I made the decision to move Old Victor from the Lower Misfit Village to the upper barn. While there is dry shelter down there, there is just more opportunity to slip in mud spots. If you don't know Victor he was born with a defect that makes him crippled in the hind end, and now after years of compensating for that, his front end is weakening. He has been losing balance much more now, and landing in cold mud on occasion. I also noticed he is not able to move around as much in general, and getting to the hay breakfast is harder.

He and I had a heck of a time getting him up the barn, as we had to travel though Boone's paddock which in some areas is pretty mucky after the torrential weekend rains. He kept falling. It was sad, he is such a good spirited fellow. It took about 30 minutes to walk 300 feet, as we had to rest a lot because he just doesn't have the strength.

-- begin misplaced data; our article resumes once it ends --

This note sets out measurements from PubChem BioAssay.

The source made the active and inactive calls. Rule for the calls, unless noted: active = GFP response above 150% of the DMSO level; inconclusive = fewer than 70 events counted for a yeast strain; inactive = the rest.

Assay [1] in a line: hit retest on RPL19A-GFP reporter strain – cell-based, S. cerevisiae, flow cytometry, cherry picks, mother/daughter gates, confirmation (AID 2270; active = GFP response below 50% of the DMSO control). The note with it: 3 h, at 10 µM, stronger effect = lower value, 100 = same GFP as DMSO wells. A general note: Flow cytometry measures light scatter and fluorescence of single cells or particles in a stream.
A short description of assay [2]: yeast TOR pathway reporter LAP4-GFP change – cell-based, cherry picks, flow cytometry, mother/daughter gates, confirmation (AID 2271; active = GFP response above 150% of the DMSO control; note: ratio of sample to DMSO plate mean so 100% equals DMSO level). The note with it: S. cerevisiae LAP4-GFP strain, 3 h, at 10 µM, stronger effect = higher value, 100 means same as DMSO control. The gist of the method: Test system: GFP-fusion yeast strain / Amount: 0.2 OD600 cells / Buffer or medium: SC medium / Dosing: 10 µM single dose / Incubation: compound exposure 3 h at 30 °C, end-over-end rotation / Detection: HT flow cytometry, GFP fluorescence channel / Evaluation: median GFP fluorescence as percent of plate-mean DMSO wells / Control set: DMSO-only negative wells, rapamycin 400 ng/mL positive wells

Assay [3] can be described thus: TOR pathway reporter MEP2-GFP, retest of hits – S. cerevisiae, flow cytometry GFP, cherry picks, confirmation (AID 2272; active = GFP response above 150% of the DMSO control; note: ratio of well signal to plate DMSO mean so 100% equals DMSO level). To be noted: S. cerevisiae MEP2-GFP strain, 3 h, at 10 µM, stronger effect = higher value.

He is now cohabitating with Only Duck in a comfy, warm stall, and I carry his water to him to lesson his chance of tripping. I will be watching him closely in the coming days and weeks.

I sit with him at feedings, usually in silence. He is a personable creature and does enjoy company. His companion, Sophie, has tendered up a lot, and she has the same deformity but is not as crippled and is actually quite the little sassy thing, so she stayed down below. She kind of separated from him after months here–I see this over and over again, a pair comes in dependent on each other for safety and one is often more of a caretaker to the other, but in time the caretaker will often venture out as the surroundings become safe to them.